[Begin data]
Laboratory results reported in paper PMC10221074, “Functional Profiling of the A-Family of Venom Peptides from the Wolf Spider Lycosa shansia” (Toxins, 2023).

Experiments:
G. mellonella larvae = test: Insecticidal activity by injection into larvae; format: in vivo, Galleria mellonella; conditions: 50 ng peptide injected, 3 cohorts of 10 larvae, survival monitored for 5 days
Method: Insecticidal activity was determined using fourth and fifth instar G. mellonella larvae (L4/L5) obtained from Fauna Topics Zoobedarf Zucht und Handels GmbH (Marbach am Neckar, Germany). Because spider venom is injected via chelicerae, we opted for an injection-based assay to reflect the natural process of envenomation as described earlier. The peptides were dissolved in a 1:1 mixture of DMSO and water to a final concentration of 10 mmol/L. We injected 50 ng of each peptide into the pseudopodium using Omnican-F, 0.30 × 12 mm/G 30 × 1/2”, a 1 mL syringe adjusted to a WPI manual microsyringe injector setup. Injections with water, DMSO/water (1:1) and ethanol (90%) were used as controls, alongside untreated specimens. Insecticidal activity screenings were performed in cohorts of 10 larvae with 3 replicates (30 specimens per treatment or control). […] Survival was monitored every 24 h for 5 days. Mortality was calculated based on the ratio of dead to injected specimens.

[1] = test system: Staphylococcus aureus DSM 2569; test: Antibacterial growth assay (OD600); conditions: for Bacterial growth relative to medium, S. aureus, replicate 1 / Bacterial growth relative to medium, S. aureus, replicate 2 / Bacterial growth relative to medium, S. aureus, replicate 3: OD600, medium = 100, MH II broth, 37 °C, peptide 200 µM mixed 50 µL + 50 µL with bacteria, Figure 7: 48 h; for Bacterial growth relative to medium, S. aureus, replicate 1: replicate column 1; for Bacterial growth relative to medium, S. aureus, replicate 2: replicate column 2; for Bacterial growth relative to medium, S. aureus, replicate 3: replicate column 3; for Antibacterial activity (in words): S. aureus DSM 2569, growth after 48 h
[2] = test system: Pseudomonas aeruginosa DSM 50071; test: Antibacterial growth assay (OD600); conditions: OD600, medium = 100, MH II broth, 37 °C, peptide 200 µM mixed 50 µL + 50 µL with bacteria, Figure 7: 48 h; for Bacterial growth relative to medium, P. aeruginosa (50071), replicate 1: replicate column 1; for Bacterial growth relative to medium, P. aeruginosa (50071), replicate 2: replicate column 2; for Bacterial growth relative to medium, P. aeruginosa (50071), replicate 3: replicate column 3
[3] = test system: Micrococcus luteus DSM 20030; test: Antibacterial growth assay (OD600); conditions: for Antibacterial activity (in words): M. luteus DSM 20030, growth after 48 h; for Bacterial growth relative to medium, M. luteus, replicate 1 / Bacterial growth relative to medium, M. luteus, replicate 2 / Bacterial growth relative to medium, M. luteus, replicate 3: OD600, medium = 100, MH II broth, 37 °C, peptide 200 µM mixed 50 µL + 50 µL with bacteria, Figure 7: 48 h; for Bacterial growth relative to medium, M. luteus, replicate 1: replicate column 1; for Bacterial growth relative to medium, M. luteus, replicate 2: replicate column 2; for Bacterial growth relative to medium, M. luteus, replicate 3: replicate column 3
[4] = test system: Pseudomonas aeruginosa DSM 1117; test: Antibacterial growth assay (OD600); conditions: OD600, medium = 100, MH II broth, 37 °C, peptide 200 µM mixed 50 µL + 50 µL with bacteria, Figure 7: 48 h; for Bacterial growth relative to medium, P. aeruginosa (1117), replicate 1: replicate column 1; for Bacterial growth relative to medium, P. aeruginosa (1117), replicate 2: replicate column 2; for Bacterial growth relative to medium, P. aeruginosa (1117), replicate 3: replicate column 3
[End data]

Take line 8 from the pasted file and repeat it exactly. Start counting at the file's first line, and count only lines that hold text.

[4] = test system: Pseudomonas aeruginosa DSM 1117; test: Antibacterial growth assay (OD600); conditions: OD600, medium = 100, MH II broth, 37 °C, peptide 200 µM mixed 50 µL + 50 µL with bacteria, Figure 7: 48 h; for Bacterial growth relative to medium, P. aeruginosa (1117), replicate 1: replicate column 1; for Bacterial growth relative to medium, P. aeruginosa (1117), replicate 2: replicate column 2; for Bacterial growth relative to medium, P. aeruginosa (1117), replicate 3: replicate column 3